When the new, the groovy, the crazy and the old faves are brought along to next weekend's surfboard show-and-tell at Waipu Cove, a coffin lid will be among them.
Up to 200 boards are likely to be on show at the third annual Cove Fish Fry, organised by surfing enthusiast Michael Cunningham.
While the non-commercial, non-competitive event celebrates all shapes and makes of surfboard, the term "fish" refers to the popular twin keel surfboard style many modern boards are based on.
Pioneer Northland surfer Don Edge will be the bloke toting a coffin lid to the line-up. He used to surf on it a lot in the early 1960s, having been given it by his aunt Hazel Flower, who had also ridden it many times.
Mr Edge thinks his aunt got the lid from a local funeral parlour. It is solid wood, about 2.5cm thick.
It was not long after Mr Edge and his brother Ross, who died last year, got the surfing bug that they started making boards, taking their design from pictures in magazines.
"Between the two of us we came up with a concept of what we thought looked like a surfboard," he said. "We made a concrete mould, bought a two-pack of foam mix, poured it in and crossed our fingers.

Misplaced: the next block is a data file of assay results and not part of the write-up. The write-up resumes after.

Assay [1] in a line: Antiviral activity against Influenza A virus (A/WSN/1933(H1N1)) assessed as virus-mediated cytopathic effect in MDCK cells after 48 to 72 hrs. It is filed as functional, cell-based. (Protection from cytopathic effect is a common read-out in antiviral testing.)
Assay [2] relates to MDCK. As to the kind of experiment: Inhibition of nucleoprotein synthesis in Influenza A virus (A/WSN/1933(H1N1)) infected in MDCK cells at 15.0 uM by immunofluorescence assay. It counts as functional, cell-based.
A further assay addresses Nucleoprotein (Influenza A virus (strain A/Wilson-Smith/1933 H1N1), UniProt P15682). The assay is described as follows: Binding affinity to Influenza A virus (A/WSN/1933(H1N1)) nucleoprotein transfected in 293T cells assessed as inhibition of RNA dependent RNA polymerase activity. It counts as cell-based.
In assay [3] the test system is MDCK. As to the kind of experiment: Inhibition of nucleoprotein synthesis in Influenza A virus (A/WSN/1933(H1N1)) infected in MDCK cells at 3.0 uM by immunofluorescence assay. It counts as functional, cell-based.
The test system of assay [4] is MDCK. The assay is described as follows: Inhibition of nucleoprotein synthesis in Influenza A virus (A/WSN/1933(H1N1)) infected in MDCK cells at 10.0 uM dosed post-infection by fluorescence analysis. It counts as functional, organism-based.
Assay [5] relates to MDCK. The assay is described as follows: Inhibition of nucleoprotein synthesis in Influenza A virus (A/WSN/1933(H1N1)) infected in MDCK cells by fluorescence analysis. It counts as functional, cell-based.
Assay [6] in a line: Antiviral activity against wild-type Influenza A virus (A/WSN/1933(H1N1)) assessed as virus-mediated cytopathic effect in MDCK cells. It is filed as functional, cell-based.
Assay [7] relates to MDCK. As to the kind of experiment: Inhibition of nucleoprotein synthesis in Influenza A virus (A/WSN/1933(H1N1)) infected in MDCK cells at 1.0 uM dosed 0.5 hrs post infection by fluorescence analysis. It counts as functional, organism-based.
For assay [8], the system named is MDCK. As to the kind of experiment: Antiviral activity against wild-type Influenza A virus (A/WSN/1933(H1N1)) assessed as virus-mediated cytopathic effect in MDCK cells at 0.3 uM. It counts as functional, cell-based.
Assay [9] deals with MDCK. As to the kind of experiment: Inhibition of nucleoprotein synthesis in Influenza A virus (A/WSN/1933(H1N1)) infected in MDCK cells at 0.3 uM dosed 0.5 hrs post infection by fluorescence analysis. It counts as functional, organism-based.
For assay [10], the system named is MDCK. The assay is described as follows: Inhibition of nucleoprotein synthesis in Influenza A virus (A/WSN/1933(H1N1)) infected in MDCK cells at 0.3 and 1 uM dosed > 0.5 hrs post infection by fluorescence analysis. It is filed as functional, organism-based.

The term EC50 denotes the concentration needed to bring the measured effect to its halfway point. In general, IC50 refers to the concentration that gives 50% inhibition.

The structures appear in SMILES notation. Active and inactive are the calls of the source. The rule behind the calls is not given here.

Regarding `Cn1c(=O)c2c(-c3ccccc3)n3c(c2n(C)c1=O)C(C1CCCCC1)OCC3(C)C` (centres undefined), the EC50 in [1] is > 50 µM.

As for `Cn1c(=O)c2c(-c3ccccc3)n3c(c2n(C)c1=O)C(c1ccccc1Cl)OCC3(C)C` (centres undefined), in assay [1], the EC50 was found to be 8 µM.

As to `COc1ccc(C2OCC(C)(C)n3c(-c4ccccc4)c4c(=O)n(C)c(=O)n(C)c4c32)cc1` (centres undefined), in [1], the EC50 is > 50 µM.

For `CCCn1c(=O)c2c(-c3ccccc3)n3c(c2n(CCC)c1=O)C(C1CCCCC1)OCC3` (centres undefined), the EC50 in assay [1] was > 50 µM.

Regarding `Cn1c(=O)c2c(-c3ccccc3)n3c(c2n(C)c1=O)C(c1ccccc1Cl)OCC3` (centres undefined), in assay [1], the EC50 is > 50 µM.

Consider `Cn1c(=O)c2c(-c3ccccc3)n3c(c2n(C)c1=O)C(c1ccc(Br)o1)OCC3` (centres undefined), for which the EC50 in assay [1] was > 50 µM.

"We made the blank, cut it in half, put the stringer down the middle, stuck it back together, glassed it over and stuck a fin on."
Mr Edge makes it sound easy but this old surfer, like generations who have followed since he and his brother pioneered the activity at Whangarei beaches, well knows how important the nuances of a board's design and shape are.
He reckons the brothers got it pretty right back in the early 60s in their backyard, with their gung-ho, can-do experimentation. Today's popular "fish" boards are not too dissimilar in shape to those innovative backyard long boards.
Mr Cunningham is hoping for a good turn-out next Sunday at the event which attracts surfers and board shapers from all around New Zealand and from overseas.
"One thing that really blows me away is how much surf history there is in Northland."
That history includes the old surfers themselves, as well as many boards people bring along which hark back to former generations' surf days.
"Quite a few of them in the past two years literally got pulled out from under someone's house — their uncle's or grandfather's old board, for instance. They're not flash, they might be nothing to look at or even ride."